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Tube workers on track for strikes—after a battle with union officials

The strikes are long overdue, writes an RMT union rep and station staff member on London Underground
Issue 2874
Around 10 people stand on the picket line during Tube strikes

Tube workers struck last November (Picture: Guy Smallman)

Station staff on London Underground are set to strike on 4 and 6 October. The action by RMT union members will coincide with the Tory party conference, plus national rail strikes by Aslef union members.

The strikes come as Tube workers face a barrage of attacks. In stations, new rosters have been imposed that have slashed staff numbers. We exist in a state of constant chaos. 

Supervisors and managers spend much of their time simply trying to fill the gaps or rushing between stations to give others meal breaks. We get emails appealing for overtime several times a day from across the network, and station closures have rocketed. 

More stations are left unstaffed or have staff working alone, increasing their risk of suffering violence and abuse. As assaults rise, more workers are then off work, increasing the dire staffing situation.

By striking we’re also standing up for a decent service for passengers and their safety.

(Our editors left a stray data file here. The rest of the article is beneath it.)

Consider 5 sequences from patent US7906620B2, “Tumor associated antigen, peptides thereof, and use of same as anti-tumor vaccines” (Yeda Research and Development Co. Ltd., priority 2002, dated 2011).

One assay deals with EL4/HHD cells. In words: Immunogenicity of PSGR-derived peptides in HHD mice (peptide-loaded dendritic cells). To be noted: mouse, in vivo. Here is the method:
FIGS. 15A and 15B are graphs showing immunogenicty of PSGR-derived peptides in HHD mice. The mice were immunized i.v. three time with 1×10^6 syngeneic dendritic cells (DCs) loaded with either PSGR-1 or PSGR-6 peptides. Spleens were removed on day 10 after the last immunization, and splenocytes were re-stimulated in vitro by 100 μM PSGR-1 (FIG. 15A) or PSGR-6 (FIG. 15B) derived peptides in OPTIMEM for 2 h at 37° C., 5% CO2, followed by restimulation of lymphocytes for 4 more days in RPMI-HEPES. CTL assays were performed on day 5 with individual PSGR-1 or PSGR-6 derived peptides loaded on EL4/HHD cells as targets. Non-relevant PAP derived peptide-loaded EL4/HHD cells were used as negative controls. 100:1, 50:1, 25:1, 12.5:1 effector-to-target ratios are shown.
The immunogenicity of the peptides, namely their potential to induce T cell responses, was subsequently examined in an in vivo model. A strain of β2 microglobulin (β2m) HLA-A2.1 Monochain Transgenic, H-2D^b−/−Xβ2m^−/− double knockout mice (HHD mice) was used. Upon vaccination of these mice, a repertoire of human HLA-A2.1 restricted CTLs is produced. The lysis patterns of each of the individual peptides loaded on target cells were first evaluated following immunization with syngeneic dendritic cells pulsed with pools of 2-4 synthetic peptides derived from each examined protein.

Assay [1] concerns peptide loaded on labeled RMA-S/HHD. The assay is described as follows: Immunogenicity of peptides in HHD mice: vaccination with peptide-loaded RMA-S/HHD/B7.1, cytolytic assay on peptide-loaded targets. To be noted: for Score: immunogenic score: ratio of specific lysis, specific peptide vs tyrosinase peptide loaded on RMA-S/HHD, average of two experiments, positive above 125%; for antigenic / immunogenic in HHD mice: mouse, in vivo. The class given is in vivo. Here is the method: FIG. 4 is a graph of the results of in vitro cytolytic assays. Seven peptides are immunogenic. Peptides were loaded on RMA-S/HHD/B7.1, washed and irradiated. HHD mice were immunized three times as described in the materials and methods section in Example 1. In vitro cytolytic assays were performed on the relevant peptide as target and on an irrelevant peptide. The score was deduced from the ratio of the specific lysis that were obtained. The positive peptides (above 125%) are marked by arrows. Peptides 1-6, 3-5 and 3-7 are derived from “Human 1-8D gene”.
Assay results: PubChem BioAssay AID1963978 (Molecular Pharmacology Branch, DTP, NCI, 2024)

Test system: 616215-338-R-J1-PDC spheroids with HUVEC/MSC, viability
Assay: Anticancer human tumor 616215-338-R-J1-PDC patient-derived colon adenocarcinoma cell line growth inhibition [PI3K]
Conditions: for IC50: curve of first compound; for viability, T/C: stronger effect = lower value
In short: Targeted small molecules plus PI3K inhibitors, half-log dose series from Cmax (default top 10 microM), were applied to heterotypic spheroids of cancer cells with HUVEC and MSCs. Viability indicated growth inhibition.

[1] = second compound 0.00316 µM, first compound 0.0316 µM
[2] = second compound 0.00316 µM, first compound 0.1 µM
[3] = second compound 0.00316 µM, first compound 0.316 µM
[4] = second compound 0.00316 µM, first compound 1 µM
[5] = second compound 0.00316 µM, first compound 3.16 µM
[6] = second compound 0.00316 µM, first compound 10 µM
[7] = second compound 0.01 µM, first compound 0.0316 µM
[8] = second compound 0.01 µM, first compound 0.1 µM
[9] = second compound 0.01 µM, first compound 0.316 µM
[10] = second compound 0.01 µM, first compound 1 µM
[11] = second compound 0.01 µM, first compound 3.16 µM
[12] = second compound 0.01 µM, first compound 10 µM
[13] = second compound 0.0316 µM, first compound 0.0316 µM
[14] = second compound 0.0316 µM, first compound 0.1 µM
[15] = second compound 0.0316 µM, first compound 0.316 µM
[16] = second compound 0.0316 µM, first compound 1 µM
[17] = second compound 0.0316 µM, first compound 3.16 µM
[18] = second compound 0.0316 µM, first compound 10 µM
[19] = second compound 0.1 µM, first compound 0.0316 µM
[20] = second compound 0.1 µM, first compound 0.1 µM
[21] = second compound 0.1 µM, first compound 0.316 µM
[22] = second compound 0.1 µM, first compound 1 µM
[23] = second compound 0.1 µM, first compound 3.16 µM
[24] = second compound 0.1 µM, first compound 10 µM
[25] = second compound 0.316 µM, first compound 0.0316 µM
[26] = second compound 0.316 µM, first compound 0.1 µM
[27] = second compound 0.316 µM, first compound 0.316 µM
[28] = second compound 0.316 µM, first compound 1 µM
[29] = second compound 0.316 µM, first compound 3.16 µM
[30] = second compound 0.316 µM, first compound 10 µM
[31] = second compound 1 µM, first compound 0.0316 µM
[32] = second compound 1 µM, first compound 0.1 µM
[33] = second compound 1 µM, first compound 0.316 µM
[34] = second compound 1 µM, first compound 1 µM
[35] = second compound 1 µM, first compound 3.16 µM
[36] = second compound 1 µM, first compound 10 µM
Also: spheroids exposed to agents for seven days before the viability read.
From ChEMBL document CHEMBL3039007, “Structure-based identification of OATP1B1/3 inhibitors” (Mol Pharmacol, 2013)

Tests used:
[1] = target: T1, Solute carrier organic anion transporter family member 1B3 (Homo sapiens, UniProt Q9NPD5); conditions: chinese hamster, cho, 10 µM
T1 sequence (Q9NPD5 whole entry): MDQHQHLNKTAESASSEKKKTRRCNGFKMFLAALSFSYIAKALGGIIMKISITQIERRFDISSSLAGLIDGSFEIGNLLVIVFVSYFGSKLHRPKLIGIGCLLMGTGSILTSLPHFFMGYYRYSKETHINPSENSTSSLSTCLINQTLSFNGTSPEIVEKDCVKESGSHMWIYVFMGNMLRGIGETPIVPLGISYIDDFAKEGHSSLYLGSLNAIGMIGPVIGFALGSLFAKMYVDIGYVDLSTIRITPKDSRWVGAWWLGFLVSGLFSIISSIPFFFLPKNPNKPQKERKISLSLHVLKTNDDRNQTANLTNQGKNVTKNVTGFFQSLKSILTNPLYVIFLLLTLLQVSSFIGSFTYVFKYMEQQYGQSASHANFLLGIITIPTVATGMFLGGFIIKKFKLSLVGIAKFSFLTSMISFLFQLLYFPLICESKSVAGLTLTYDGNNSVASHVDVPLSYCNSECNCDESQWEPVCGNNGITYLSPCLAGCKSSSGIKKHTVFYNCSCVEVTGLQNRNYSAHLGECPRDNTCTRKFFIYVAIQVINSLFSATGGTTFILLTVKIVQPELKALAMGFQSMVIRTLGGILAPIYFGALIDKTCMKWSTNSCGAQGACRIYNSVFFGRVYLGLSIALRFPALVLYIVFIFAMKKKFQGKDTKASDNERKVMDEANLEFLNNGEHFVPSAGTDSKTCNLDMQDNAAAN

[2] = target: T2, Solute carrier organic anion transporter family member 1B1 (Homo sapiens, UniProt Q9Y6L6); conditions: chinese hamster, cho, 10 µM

Now we face a whole reorganisation of areas across London Underground. This would increase the number of stations staff work at and mean longer travel times to and from work. 

On top of that our pension remains under threat and management want to change things such as our attendance at work policy. A previously floated draconian policy showed they want to clamp down on sick workers and make it easier to push people out of their jobs.

It’s about time the union called strikes and the action is long overdue. Tube workers had been set to stage a week of walkouts in July, with different grades striking on different days. It would have been the most serious action so far in our dispute. But the union leadership called off the action at the last minute with no consultation with workers or reps. There is still anger over this.

At a station reps’ meeting last week, every speaker opposed the calling off of the action. Reps described how it had damaged confidence in the RMT among union members and had demoralised people.

When our regional organiser Jared Wood summed up by saying he would ask for a dispute resolution meeting with bosses, the meeting erupted. Speaker after speaker said this wasn’t enough—and demanded that the union name dates immediately and ahead of any further meetings.

We now have those strikes, plus an overtime ban for a week starting on 15 October. But our ballot is nearly six months old now, and so far we haven’t had any strikes. Plus this action only involves station staff, while all grades face attacks.

Transport for London (TfL) claims the Tories are forcing it to make cuts. But it should fight for the government to properly fund public transport. And TfL isn’t poor when it comes to the people at the top. It’s handed bonuses to top bosses this year and is forecast to have a £75 million surplus this year. 

We shouldn’t accept propaganda for cuts—from the bosses or the Tories. And we will need more hard-hitting action, involving the whole of London Underground, to win.

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